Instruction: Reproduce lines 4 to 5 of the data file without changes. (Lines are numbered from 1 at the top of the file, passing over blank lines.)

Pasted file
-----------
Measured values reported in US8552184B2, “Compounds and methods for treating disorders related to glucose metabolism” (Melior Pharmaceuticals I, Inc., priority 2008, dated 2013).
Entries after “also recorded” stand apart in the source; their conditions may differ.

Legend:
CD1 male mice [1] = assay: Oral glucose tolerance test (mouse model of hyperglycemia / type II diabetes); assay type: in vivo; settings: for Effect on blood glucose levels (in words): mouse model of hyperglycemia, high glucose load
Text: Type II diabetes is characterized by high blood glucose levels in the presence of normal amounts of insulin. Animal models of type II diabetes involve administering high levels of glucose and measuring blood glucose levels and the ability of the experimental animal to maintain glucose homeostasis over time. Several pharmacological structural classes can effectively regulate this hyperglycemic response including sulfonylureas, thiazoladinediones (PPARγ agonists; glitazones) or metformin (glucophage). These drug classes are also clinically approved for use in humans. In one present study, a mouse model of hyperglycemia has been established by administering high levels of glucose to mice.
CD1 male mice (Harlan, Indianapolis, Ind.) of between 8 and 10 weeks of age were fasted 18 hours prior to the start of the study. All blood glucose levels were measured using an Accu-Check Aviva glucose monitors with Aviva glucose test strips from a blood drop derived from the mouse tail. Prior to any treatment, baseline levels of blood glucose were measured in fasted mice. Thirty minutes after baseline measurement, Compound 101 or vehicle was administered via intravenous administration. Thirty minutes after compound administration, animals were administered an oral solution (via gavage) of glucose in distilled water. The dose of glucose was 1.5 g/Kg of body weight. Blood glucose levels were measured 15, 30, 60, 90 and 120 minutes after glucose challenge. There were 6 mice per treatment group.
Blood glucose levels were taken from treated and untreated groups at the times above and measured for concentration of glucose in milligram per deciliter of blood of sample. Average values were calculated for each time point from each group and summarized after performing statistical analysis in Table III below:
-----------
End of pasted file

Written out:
CD1 male mice [1] = assay: Oral glucose tolerance test (mouse model of hyperglycemia / type II diabetes); assay type: in vivo; settings: for Effect on blood glucose levels (in words): mouse model of hyperglycemia, high glucose load
Text: Type II diabetes is characterized by high blood glucose levels in the presence of normal amounts of insulin. Animal models of type II diabetes involve administering high levels of glucose and measuring blood glucose levels and the ability of the experimental animal to maintain glucose homeostasis over time. Several pharmacological structural classes can effectively regulate this hyperglycemic response including sulfonylureas, thiazoladinediones (PPARγ agonists; glitazones) or metformin (glucophage). These drug classes are also clinically approved for use in humans. In one present study, a mouse model of hyperglycemia has been established by administering high levels of glucose to mice.